nternationally recognized artist, filmmaker, designer, writer, and arts administrator JD Beltran has been named the new director of CCA’s Center for Art and Public Life.

The appointment sets the tone for the next iteration of the Center, which will continue to foster CCA’s endeavors in so­ cial and environmental impact, engaging diverse communities as foundational to art and design focused on making a difference. Under Beltran’s leadership, the Center will emphasize expanded student and faculty involvement, as well as increased fundraising efforts to support programming. Beltran’s new role will build upon her last six years as president of the San Francisco

16 | Campus News

Arts Commission, which oversees $20 million of public funding for public art, grants, arts programming, and support for San Francisco artists, arts nonprofits, and community organizations. She also serves as an advisor on the board of San Francisco Design Week. At CCA, Beltran has taught in both the MFA in Design and undergraduate Interaction Design programs for the past five years, while continuing to produce award-winning artwork in her studio practice. CCA welcomes more of Beltran’s inspiring and impactful service to the Bay Area arts and cultural scene as part of the Center’s ongoing mission to manifest equitable and sustainable change.



ulianne (Julie) Kirgis joins CCA as associate provost for faculty and academic partnerships.

She will oversee faculty development, faculty mentorship, academic exhibitions and public programs, special programs, and the implementation of a center for teaching and learning. With over a dozen years of university and college academic-administration experience, Kirgis comes to CCA most recently from her appointment as dean for humanities and social sciences at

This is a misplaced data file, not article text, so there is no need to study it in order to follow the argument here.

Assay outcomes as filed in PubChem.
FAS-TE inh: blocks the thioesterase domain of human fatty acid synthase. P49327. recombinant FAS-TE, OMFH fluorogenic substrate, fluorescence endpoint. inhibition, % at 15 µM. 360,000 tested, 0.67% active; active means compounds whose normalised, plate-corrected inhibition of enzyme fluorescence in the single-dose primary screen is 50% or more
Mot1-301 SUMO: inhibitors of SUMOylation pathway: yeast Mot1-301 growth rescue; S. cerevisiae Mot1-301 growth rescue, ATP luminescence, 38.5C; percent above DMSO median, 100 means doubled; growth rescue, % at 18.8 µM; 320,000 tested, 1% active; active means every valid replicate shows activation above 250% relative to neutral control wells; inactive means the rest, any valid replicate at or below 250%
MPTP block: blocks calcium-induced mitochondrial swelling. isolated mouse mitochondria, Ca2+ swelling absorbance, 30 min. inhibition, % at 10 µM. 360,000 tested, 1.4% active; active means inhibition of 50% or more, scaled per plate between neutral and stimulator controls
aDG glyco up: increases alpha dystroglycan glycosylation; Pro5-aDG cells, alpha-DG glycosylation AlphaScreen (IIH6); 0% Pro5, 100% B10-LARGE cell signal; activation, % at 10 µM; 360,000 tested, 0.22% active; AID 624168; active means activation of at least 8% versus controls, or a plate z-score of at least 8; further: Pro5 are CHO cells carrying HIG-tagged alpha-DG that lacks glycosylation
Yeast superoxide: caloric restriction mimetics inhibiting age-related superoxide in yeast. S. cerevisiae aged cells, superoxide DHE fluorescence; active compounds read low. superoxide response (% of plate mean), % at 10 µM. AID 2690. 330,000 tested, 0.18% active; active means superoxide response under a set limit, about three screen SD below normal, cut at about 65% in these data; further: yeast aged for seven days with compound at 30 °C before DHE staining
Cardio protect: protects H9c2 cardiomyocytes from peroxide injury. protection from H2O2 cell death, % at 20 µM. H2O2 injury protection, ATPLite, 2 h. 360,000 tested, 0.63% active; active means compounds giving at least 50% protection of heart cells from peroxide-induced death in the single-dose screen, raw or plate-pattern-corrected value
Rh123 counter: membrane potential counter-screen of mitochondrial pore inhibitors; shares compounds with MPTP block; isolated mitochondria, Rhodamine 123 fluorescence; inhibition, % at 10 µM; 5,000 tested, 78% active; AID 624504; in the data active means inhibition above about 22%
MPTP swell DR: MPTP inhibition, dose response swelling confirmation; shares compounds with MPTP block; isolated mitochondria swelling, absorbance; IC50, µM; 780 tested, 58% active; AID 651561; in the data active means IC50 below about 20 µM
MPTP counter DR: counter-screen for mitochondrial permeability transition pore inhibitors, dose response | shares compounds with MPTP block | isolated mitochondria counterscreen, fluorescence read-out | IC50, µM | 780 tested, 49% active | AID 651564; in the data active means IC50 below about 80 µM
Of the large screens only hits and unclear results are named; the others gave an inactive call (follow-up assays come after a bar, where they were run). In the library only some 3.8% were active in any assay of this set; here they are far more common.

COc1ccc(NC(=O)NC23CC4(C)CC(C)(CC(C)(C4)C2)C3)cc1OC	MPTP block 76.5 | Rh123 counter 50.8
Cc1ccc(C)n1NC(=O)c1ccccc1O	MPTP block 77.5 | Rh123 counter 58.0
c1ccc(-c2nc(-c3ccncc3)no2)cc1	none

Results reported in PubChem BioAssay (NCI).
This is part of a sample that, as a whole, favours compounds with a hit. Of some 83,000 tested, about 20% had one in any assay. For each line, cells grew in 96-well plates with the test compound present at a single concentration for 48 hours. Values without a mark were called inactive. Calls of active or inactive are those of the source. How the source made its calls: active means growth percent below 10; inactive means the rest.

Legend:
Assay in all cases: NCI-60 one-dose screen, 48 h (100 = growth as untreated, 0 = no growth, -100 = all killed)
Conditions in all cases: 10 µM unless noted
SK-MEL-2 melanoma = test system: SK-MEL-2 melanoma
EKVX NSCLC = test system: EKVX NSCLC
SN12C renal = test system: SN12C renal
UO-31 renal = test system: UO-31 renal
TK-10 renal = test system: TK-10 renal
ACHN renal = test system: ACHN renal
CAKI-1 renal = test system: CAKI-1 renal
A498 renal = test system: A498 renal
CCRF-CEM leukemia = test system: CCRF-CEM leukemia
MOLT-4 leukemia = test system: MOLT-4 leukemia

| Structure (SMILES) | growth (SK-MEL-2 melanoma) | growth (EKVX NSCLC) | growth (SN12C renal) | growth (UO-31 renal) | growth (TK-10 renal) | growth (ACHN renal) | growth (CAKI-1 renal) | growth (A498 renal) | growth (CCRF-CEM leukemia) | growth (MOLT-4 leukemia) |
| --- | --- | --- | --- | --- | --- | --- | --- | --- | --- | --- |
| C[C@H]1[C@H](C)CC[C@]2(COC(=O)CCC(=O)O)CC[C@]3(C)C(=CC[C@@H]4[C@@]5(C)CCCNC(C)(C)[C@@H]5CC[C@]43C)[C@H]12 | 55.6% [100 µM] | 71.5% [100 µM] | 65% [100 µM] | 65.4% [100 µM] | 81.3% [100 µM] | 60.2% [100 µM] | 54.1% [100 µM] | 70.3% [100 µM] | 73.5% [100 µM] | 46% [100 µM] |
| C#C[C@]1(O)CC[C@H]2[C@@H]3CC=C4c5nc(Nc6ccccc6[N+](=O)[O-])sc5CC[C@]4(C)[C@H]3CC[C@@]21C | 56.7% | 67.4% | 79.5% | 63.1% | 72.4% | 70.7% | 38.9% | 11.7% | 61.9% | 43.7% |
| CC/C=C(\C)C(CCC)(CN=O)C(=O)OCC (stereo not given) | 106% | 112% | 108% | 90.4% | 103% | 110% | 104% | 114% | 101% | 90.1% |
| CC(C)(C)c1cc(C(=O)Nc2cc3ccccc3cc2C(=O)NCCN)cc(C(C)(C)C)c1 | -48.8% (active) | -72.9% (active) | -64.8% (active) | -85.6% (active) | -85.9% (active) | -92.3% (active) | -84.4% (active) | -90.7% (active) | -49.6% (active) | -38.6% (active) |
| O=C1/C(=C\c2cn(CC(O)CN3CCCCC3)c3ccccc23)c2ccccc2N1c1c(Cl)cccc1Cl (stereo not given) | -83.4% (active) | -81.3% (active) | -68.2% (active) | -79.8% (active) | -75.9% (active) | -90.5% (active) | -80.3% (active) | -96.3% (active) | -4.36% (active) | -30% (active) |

Laney College in Oakland. In that role, she supported faculty with hiring, evalu­ ation, and professional development. She also created a Technology, Teaching and Learning Center designed to provide a space for faculty to learn how to use tech­ nology in their pedagogy and to share promising practices with one another. Kirgis grew up in Boulder, Los Ange­ les, and rural Virginia. She has three “YACs” (Young Adult Children) who live in the Pacific Northwest and are happy to visit California’s sunshine when they can.


he groundbreaking MBA in Design Strategy program (DMBA) at CCA celebrated its 10th anniversary with a series of events highlighting the Bay Area’s relent­ less curiosity about the complexity of integrating business and design.